THE Child Accident Prevention Trust, in partnership with Macfarlan Smith – discoverers of bittering agent, Bitrex – is alerting parents to the risks posed by anti-freeze, windscreen wash, de-icer and other winter automotive products.
Begins a spokesperson: “In 2008/09, the National Poisons Information Service received 512 calls to their helpline about products involving methanol and ethylene glycol, 101 of these involved children.
“These products pose a particular danger to children as their colourful appearance, intriguing smell and sweet taste can be very attractive.
“They often contain highly toxic methanol and ethylene glycol; small amounts of these chemicals can cause blindness, kidney failure and even death if swallowed.”
Katrina Phillips, chief executive of the Child Accident Prevention Trust, says: “Parents should be aware that child resistant packaging, while very important, is not foolproof, and that potentially dangerous products MUST be stored out of reach of children.
“You should also choose products containing a bittering agent like Bitrex, which makes toxic chemicals very difficult to swallow, should they get into the hands of small children.”
The spokesperson added: “In France, and in 14 states of the US, the law requires that ethylene glycol-based anti-freeze contain a bittering agent. In the UK, there is growing awareness of their potential to prevent child poisonings.”
Cameron Smith of Macfarlan Smith, discoverers of bittering agent, Bitrex, said: “‘We think of our product as the ‘third line of defence’ against accidental swallowing.
“While child-resistant packaging and careful storage are crucial precautions, a moment of inattention while using a product could still lead to disaster. All products displaying the round Bitrex logo are carefully tested to ensure that they are very difficult to swallow.
“We all need anti-freeze and de-icing products to get us through the winter, but it is reassuring for parents to know that there is an extra barrier between these potentially dangerous chemicals and their children.”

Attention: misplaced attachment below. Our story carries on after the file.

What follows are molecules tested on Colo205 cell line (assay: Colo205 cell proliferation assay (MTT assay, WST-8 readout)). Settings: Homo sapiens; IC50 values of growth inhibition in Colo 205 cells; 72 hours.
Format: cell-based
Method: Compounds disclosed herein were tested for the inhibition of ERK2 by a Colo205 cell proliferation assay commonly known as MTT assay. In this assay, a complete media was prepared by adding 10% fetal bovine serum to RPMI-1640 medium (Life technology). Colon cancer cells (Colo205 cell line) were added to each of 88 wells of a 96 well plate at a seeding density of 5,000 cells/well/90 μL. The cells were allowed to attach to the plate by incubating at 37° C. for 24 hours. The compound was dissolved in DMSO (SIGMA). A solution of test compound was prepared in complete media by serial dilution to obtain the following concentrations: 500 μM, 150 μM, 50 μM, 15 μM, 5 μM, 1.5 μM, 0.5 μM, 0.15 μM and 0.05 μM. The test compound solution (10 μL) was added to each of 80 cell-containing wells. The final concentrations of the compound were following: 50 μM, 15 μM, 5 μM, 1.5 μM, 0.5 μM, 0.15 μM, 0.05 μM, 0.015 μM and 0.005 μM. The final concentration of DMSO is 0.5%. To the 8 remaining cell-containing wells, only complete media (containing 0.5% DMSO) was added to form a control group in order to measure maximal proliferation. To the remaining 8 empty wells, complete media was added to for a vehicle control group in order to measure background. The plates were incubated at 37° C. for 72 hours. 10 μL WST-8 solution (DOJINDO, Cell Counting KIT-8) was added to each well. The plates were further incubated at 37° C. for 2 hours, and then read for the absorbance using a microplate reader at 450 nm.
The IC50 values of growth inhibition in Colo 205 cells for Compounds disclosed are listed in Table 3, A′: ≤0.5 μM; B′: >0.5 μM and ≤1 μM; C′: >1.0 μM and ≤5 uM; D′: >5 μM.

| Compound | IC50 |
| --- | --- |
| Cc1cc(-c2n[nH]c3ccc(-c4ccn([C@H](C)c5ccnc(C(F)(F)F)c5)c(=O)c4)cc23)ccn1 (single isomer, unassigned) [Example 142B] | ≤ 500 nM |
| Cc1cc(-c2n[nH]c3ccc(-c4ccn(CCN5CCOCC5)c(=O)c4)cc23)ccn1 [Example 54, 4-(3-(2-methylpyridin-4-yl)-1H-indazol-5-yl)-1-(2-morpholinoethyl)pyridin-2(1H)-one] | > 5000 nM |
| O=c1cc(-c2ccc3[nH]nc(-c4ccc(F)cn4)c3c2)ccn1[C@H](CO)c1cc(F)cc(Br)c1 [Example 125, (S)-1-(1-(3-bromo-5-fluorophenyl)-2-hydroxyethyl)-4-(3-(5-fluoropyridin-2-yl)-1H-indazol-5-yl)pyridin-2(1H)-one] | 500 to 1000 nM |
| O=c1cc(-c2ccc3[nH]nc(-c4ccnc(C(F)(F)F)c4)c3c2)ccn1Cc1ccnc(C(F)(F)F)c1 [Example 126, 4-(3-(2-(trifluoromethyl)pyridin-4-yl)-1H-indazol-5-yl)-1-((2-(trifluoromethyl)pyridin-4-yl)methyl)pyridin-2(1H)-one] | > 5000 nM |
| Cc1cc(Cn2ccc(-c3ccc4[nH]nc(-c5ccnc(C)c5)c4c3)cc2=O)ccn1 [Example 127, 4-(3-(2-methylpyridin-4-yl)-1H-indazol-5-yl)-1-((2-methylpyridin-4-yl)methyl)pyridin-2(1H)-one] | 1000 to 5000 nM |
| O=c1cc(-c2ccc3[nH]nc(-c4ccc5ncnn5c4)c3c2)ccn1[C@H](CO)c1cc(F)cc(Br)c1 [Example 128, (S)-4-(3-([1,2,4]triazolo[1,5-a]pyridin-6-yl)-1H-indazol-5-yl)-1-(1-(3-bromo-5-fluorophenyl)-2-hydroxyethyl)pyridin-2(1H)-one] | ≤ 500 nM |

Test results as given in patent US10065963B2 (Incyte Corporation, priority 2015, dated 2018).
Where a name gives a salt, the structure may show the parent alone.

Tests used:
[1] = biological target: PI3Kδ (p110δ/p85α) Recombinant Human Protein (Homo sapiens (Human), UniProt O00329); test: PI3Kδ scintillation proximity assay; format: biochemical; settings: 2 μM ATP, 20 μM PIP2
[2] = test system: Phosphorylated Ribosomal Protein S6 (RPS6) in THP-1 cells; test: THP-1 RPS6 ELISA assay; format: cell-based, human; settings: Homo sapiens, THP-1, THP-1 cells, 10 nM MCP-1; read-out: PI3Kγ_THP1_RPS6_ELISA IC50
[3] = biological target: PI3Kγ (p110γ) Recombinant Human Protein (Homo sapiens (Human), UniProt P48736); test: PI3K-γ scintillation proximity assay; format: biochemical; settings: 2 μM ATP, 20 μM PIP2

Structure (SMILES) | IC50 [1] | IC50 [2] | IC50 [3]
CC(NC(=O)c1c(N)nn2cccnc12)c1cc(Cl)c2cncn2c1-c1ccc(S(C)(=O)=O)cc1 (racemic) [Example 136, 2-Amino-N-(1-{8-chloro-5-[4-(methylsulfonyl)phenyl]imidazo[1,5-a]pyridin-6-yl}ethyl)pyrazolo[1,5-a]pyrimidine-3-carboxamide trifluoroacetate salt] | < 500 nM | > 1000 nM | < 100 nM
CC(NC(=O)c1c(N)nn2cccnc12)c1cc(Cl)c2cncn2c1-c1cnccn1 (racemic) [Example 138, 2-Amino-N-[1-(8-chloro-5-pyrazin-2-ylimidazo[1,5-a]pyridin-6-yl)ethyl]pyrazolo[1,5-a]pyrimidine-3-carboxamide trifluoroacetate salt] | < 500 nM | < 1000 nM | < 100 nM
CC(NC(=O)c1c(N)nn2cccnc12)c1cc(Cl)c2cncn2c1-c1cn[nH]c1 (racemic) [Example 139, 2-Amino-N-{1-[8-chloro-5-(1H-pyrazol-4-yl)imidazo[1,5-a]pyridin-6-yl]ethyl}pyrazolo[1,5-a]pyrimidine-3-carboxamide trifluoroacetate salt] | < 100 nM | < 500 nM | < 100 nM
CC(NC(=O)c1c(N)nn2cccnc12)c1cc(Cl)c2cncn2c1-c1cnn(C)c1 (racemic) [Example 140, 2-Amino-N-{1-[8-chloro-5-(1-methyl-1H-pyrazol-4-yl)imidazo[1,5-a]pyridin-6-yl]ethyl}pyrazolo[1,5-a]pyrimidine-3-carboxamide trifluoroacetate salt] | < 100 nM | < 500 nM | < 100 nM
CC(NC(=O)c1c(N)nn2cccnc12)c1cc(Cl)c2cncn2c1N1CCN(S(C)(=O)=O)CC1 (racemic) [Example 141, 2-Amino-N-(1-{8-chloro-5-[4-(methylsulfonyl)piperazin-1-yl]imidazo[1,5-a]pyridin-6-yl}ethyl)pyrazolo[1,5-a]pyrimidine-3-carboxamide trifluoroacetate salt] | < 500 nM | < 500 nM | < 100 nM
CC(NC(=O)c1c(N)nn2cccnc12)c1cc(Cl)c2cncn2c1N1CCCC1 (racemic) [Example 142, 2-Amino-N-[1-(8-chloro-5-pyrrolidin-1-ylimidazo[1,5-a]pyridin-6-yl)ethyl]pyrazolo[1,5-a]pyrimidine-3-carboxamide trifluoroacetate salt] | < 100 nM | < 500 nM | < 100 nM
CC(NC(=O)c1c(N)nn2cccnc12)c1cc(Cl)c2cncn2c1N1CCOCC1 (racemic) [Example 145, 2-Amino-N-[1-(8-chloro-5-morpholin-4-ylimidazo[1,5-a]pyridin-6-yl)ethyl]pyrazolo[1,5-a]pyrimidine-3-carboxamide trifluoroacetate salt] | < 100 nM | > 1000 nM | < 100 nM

Information for parents is available from CAPT, www.capt.org.uk and from the Bitrex website www.bitrex.com.
Ali O’Neale, Cloudline PR 07889 016094/0131 553 8660
Notes for editors
Denatonium Benzoate was discovered in 1958 by Macfarlan Smith and registered under the Bitrex trademark in the United Kingdom, Canada and the USA later the same year. First used in denaturing alcohol – making it legally unfit for consumption – it is now added to a wide range of household cleaners, pesticides, and DIY and automotive products. Since being approved in the UK and US in the early 1960s, Bitrex has been officially recognised as the denaturant of choice in more than 40 countries.
UK sales began in 1960, and by 1963, customers included I.C.I, Rentokil and Avon Products. The first use of Bitrex simply as a taste aversive was in a cream to prevent tail-biting in pigs.
Bitrex® has been used in a variety of applications since. One of the main uses is as a human aversive. Due to its overwhelming bitter taste, it is ideal for helping prevent accidental poisonings. Many supermarkets in the UK and Europe use the Bitrex® logo on their products as a selling point to their customers.
Child Accident Prevention Trust:
The Child Accident Prevention Trust (CAPT) is a leading charity working to reduce the number of children and young people killed, disabled or seriously injured in accidents. It wants to see children leading active, healthy lives – not ‘wrapped in cotton wool’. It is the national organiser of Child Safety Week. For more information visit www.capt.org.uk/aboutus
The Child Accident Prevention Trust is a leading charity working to reduce the number of children killed, disabled or seriously injured by accidents, without ‘wrapping them in cotton wool’. Its re-vamped website, www.capt.org.uk, features easy-to-follow safety advice for both professionals and parents, plus quizzes and puzzles to help both children and parents learn more about safety.
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